A few weeks ago, the Monster wandered off from us at Sesame Place when the park was extremely crowded.
The nature of the Monster’s Autism is that he’s limited in his ability to communicate with others. If prompted, he can tell you his name (first and last, but you often need to prompt him along), but he doesn’t know our phone numbers, our names, his home address… or at the very least, he doesn’t know how to share them with others.
We were very lucky, that afternoon, that park security found him and took him to Lost Parents, and that he was sufficiently communicative when I got there that he positively identified me as his father, but… in a larger amusement park, anyone could have found him, and we could have been running all over. And out in the wider world, if he were wandering in our neighborhood?
I’d heard of “If I Need Help” a while ago, when we’d returned to the whole issue of how to keep the Monster safe when we’re out. It’s an interesting product – a tag or patch or piece of clothing with a QR code on it that links to an online profile with contact information. I did review a similar product a while back – childIDcode stickers. As a reminder: childIDcode stickers featured QR codes that were encoded with pre-selected text on them. They were fairly resilient and great for if you’re somewhere without reliable Internet service. But… they were limited to 27 characters, and they were discontinued a few months after the review. And, let’s be honest – stickers are disposable and easily removed, though these held up nicely through a day out.
And yet these tags are better. (I should note that If I Need Help offers a variety of products, not all of them being tags – they have t-shirts with the QR codes on them, keychains, patches and window clings. I bought the shoe tag because I liked how it can be customized.) For starters, If I Need Help’s tags are metal and durable. It’s a nice, printed dogtag – in this case, punched on both ends so we can string it through his shoelaces at some point – and came on a chain for wearing as a pendant. It’s lightweight, and wearing it didn’t seem to annoy the Monster when we were out and about. (More on that in a bit.) I find that a pendant is just about right for ensuring that it’s at a level where someone’s going to notice it, whereas I’d imagine that putting it on his shoe makes it less likely to be removed by him or someone else… but possibly also not noticed as quickly. (We’re going to try that at some point soon, though.)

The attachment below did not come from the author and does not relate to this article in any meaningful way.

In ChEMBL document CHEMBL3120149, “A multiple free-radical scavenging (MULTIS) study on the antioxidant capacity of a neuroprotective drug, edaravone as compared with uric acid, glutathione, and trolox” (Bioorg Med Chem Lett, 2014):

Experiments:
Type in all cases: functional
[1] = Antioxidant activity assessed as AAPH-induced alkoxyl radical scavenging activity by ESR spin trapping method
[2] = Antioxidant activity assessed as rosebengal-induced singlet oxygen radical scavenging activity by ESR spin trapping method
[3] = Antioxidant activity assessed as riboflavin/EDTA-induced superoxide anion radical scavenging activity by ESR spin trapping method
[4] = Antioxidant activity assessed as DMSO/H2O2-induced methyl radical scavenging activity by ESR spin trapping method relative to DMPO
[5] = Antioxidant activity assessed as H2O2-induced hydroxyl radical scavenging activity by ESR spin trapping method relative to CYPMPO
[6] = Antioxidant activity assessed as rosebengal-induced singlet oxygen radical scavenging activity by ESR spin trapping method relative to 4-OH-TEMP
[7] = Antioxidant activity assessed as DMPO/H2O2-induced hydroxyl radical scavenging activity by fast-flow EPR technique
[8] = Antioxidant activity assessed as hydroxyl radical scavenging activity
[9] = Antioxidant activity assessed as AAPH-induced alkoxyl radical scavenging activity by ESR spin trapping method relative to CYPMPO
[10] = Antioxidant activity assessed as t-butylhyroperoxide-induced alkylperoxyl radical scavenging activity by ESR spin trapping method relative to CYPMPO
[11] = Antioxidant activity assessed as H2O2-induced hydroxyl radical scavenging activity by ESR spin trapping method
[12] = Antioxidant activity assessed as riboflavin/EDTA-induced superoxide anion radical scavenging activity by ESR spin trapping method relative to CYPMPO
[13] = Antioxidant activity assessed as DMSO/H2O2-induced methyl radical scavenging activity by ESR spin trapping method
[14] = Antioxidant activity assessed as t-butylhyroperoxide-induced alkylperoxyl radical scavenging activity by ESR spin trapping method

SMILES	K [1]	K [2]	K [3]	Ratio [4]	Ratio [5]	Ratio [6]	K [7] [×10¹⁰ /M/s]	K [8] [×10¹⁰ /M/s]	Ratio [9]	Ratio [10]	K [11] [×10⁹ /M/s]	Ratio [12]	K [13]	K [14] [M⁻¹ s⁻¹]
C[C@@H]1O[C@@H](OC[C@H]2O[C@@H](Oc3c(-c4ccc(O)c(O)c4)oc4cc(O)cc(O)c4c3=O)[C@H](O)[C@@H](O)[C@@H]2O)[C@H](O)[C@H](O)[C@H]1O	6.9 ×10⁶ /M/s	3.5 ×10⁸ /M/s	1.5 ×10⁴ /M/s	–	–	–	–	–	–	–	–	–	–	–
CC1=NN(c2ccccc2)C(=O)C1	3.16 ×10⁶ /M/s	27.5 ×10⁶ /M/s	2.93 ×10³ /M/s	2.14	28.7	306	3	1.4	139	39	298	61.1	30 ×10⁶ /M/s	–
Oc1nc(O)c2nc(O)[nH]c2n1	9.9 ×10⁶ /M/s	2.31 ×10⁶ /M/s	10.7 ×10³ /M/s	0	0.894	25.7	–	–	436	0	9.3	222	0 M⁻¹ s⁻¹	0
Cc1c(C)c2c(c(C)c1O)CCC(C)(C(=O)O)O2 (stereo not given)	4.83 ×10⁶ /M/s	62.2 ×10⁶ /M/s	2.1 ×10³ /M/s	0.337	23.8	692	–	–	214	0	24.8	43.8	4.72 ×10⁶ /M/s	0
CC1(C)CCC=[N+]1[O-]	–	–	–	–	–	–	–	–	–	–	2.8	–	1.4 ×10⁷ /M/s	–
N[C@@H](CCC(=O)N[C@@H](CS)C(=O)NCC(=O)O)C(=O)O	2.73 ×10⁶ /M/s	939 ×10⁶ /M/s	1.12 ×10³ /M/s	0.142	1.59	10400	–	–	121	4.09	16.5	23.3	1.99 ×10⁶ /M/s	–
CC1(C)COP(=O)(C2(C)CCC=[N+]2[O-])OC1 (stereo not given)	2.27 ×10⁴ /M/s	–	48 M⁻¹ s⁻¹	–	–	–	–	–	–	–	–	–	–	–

But where this is different from the childIDcode stickers – there are few locations where you’re not going to have Internet access in this day and age. I have at least 3G coverage at most locations, and a lot of popular places have wifi, including Sesame Place. (Hell, even M&T Bank Stadium has installed wifi for the coming NFL season. Go fig.) There’s not a lot of need to limit yourself to data that’s readable offline when you have your smartphone anymore. This frees you up to have a lot more information available – the QR code links to an online profile, where there’s a picture of the Monster, my wife’s and my first names and contact numbers, and room for you to input more critical information for someone who finds your child. This profile can also be sent by email to emergency services if you have a need to do so, if your child for instance goes wandering, and it can be updated anytime – if you’re on vacation, you can change your backup contact number, for example.
If for some reason, you’re without the Internet – say, the zombie apocolypse has come and the walking dead have eaten all the servers – you can have custom information printed on the tag in plain view. The Monster’s tag has his full name, my cellphone number (and that it’s his dad’s cell), and “Autism / Low Verbal” printed on it. All the critical information you would need immediately on finding him.
But importantly, will my child wear it?
The answer was yes – in our case, the Monster’s not really opposed to bracelets and/or necklaces – and he tolerated wearing it through a morning at the Maryland State Fair without taking it off. It was nicely visible against his t-shirt and didn’t interfere with anything else he was doing while we were looking at the animals and vendors, and was sufficiently discreet that folks weren’t just staring at it or snapping scans of the QR code. Whether someone would notice it off the bat or not is another story, and I’m not willing to run a “What Would You Do” style test with my child in public. (I’m sure that the nice folks over at If I Need Help have done some testing.)
Turnaround on our order was only a few days, and I thought that the tag was very reasonably priced – we did have a snafu with our first order (the printing around the QR code was backwards), but they rectified it immediately and got us a replacement very quickly.
Now, I’m not hoping that my Monster goes wandering anytime soon that we’d have the opportunity to test how it works, but this product gives me a lot more peace of mind, the next time we go to a crowded amusement park, zoo, or museum.
(Standard disclaimer: I did not receive anything in return for this review – I purchased the tag you see in the images. I did at some point in the past receive a patch as a sample from If I Need Help, which is on my desk at home, and as soon as we figure out what it’s going on, clothing wise… it’s going on and being linked to his profile.)